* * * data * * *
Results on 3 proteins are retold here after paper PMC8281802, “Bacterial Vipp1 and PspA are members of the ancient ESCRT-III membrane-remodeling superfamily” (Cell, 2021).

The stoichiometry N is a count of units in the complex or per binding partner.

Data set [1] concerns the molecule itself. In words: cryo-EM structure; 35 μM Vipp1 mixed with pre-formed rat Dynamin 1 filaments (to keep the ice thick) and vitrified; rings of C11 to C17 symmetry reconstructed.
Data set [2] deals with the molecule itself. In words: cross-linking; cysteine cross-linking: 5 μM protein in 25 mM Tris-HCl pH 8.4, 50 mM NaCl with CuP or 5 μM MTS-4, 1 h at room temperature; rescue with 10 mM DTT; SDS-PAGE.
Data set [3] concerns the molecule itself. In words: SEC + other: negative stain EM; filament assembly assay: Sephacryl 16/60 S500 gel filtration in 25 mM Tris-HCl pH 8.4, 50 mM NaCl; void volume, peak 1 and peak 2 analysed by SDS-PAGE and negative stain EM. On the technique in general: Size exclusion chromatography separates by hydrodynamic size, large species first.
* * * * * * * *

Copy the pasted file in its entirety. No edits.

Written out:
Results on 3 proteins are retold here after paper PMC8281802, “Bacterial Vipp1 and PspA are members of the ancient ESCRT-III membrane-remodeling superfamily” (Cell, 2021).

The stoichiometry N is a count of units in the complex or per binding partner.

Data set [1] concerns the molecule itself. In words: cryo-EM structure; 35 μM Vipp1 mixed with pre-formed rat Dynamin 1 filaments (to keep the ice thick) and vitrified; rings of C11 to C17 symmetry reconstructed.
Data set [2] deals with the molecule itself. In words: cross-linking; cysteine cross-linking: 5 μM protein in 25 mM Tris-HCl pH 8.4, 50 mM NaCl with CuP or 5 μM MTS-4, 1 h at room temperature; rescue with 10 mM DTT; SDS-PAGE.
Data set [3] concerns the molecule itself. In words: SEC + other: negative stain EM; filament assembly assay: Sephacryl 16/60 S500 gel filtration in 25 mM Tris-HCl pH 8.4, 50 mM NaCl; void volume, peak 1 and peak 2 analysed by SDS-PAGE and negative stain EM. On the technique in general: Size exclusion chromatography separates by hydrodynamic size, large species first.